Another part of this decision is that I want this pregnancy to feel different from Eliza's.  (Besides the fact that this time I'm terrified.)  I NEED it to be different in a way that isn't entirely negative and horrible.  So the gender surprise is one way to do that.  Definitely different.  Not bad-different.  Just different-different.  Kind of fun-different, even!  (And we all know that SOMETHING in this pregnancy needs to be fun instead of wretchedly anxious and nail-biting.)

And as for our preference?  Well, if we can't have Eliza, any old sibling will do.  I'm working under the assumption that the Deuce is a boy, mostly because every single person I know (save one--Hi, Teresa!) who has had a stillborn baby girl has subsequently gotten pregnant with a boy.  This list includes several of the blogs I read, the people I've met through the grief support group, and my great-aunt Sue.  (Actually, I just learned today of one more exception to this rule, but I still think that the number of boys-after-loss is much higher than girls, though.  Even if this is based on my totally unscientific sampling.)  A friend asked me if having a boy would be easier.  I don't even remember how I answered her, but I don't think there is an easier.  Is the baby ALIVE?  That would certainly make things easier.  Or at least happier.

Before I got pregnant with Eliza, I thought it was kind of shitty for people to express a gender preference (as I stated in my heartbreakingly hopeful and excited post about her 20-week ultrasound).  I gaped open-mouthed at a guy friend of ours who voiced his disappointment when he found out he was going to have a daughter.  I was equally appalled at David's aunt, who cried when she found out her first pregnancy was a little boy (David's grandpa Gene finally told her that he'd take the baby if she didn't want it, and that shut her up.  Hilarious.  Oh, Gpa Gene.  We miss you.)  I mean, I think it's FINE to have your own personal preference (unavoidable sometimes), but I just couldn't imagine voicing to the world that I was disappointed in the gender of my child.

But then I had a baby girl and I lost her and all I wanted in the whole world was THAT baby girl.  Or... maybe since that was impossible, I'd settle for her sister.  I wanted to have another baby, and I wanted that baby to be a GIRL.

Forget the fact that I once imagined a mini-David and a baseball-themed nursery and dinosaur rompers and train sets.  That boy crap was no longer part of my vision.  I'd already lost Eliza, but I wasn't ready to let go of the dreams I had of ballet lessons, and hair ribbons, and French braids, and dress up clothes, and an Anne-of-Green-Gables-inspired vacation to Prince Edward's Island and American Girls Dolls and prom dress shopping...  Of course, I imagine Eliza would have loved all those things, but we'll never know.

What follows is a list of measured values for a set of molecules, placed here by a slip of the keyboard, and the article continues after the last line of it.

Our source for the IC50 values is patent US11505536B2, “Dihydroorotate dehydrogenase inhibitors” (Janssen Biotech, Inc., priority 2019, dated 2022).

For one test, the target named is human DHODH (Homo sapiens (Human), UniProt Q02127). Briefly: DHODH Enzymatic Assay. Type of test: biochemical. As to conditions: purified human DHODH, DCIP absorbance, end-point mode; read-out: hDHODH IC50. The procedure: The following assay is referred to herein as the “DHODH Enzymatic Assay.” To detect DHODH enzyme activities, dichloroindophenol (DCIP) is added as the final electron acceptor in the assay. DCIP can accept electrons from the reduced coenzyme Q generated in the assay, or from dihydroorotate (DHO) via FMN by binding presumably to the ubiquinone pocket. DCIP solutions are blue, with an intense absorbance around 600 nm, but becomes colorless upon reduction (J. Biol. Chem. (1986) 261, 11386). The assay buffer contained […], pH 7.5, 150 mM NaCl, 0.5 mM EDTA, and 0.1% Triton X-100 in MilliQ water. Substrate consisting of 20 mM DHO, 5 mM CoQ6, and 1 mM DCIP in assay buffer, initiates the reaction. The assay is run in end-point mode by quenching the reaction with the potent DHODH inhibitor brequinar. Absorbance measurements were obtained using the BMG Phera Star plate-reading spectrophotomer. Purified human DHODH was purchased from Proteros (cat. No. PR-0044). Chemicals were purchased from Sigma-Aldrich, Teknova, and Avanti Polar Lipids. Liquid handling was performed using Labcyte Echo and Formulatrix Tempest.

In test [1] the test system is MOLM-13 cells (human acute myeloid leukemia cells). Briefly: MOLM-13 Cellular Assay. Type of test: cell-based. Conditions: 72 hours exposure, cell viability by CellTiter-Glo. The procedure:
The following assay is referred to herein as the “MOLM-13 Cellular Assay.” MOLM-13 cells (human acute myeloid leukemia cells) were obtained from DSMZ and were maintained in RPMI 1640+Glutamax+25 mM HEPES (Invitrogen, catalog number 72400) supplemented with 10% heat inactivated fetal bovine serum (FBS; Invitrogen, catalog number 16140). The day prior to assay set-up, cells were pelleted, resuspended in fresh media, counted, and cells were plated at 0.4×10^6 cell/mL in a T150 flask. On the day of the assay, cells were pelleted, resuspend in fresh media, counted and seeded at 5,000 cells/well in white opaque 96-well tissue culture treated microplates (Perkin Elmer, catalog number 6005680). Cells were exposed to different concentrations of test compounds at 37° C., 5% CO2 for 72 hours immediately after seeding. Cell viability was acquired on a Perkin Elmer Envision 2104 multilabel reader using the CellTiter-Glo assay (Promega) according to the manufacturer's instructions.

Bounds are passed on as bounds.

Around Eliza's birthday, I was thinking about all the hopes and dreams and plans we had for her, (swimming lessons, dance recitals, getting into a good four-year liberal arts school), and I realized that it wouldn't have mattered if she was just like I dreamed she would be or not.  I loved her regardless, just as she was.  Just as she would have been.  Even if she was nothing like I'd expected (read: nothing like me).  Even if she liked soccer and hated ballet, even if she preferred sci-fi over historical fiction, even if she wanted to wear a tuxedo when she took her girlfriend to prom, even if she wanted to be (gasp!) an engineer like her grandpa and uncle instead of studying art history or fashion design or British literature.  It's true, I miss the baby girl I'd dreamed about, but mostly I miss that I never got to know the real Eliza.  And no sister (or brother) can give me back what I've already lost.

But they can give me someone new to love.  And that's why it doesn't matter the least bit if the Deuce is a girl or a boy.  Or if he (or she) likes baseball or musical theatre or (hopefully!) both.  The love's the same.  The gender is just... a detail.

And details we can think about later.  AFTER this baby is born.

So we're holding out for the big reveal at birth.  Which I guess is also one more way I'm trying to give the Deuce a vote of confidence.  I'm still holding on to the hope that the day this baby is born, I'll be so happy that I really won't give a shit WHAT this baby is, as long as it's alive.

And then we can celebrate.  Poo-shaped chocolate frosting for everyone!

How about you?  Did you ever have a strong gender preference, regardless of whether you'd experienced a loss?  Did you have to deal with disappointment?  How quickly did you get over it (uh, assuming you did)?  Did you know that America is the only country in the world where girl babies are preferred over boys?  Do you happen to have a strong feeling about whether the Deuce is a boy or a girl?  (A lady we met in Mexico took one look at my barely visible, 12-week tummy and said with total confidence, "Oh, you're having a girl.")  Do you think we're crazy for not finding out?

And can I just ask for all your prayers, wishes, ju-ju, vibes, and good intentions to be directed our way tomorrow morning?  I'm so nervous about this ultrasound I can hardly stand it.